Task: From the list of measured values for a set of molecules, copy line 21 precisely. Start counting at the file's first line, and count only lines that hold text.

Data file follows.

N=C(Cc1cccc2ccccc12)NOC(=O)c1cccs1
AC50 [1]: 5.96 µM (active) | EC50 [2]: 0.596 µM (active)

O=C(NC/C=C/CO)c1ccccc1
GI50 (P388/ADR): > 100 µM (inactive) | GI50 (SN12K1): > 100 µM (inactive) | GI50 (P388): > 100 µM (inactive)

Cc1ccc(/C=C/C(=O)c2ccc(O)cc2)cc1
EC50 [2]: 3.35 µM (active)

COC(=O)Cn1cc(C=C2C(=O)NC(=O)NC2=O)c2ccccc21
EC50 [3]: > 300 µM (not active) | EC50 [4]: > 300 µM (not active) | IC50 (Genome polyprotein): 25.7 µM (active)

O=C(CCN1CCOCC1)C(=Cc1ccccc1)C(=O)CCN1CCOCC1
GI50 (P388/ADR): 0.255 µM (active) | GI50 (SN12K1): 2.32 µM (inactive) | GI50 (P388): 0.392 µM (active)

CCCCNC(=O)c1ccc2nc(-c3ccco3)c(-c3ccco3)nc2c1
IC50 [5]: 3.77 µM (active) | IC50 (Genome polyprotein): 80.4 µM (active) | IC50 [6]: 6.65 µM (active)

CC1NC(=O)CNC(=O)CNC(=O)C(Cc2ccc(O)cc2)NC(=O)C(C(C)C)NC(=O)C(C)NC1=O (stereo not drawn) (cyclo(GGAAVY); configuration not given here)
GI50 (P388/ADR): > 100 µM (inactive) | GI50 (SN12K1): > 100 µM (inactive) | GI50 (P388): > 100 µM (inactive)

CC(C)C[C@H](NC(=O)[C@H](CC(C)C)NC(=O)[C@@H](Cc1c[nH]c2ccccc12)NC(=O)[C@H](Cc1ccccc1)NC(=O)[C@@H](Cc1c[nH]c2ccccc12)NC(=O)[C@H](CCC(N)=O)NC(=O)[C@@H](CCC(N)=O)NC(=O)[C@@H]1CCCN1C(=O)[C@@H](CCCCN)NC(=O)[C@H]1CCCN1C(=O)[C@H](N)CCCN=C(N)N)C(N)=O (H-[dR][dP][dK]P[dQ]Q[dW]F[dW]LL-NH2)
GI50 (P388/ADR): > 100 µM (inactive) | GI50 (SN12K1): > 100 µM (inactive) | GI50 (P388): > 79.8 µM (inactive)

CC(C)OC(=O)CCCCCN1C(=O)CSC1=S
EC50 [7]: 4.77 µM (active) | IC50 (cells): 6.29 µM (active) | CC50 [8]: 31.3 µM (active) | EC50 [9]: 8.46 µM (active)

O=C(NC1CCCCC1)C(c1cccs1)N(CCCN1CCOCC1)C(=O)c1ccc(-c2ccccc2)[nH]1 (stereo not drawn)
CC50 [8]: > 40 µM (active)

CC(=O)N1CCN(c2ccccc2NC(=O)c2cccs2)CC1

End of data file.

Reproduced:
CC(=O)N1CCN(c2ccccc2NC(=O)c2cccs2)CC1